Where to Seek College Admission Help

So you have reached the point in life that you have decided to go to college. Regardless of your age, you are probably filled with the same questions every college applicant faces. “How do I choose a college?” “What do I need to do before I apply?” “How do I select the right degree plan?” Each of these questions lead to one major question: “Where do I turn to get answers to my questions?” Luckily, there are several potential sources to help answer your questions: high school guidance counselors, college academic advisors, and college program directors, just to name a few.

If you are in high school, the most likely person to answer your questions is your guidance counselor. Guidance counselors are a great resource and can help you make important decisions, such as which classes and tests will increase your chances of getting into the college you want. They can help you fill out applications, sign up for necessary testing (i.e. ACT, SAT, etc.), and can help you narrow down your areas of interest so that you can select a degree plan.

If you are no longer in high school, and decide to go to college, you can seek guidance from the college or university’s academic advising team. Most universities require their academic advisors to have a minimum of a Master’s degree in their area of specialization, so that they have the knowledge base necessary to answer complicated questions, such as which area of specialization one should pursue within a particular degree. In most cases, universities will assign an admissions advisor to prospective students, so that they have a single point-of-contact who can explain the process and answer any questions. These individuals are also available to high school students, but tend to be secondary contacts, since the guidance counselor is typically the primary contact.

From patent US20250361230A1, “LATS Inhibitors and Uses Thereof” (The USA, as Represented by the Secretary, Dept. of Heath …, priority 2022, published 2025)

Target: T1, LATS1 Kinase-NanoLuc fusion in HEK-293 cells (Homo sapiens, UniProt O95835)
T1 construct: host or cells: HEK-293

Program directors are probably the least utilized resource, since they are higher up the contact hierarchy. However, there are instances when program directors will become the primary advisor, for instance, when individuals are pursuing doctoral or post-doctoral educations. In these cases, the program director may have more salient information than an academic advisor, since the needs of the learner are more specialized, at this level.

The decision to attend college is one of the most important decisions you will make. It can lead to a great deal of confusion and distress concerning where to go, what to study, and how to get there. However, if you use the sources available, (guidance counselor, admissions advisor, and/or program director), the entire process can be much less stressful!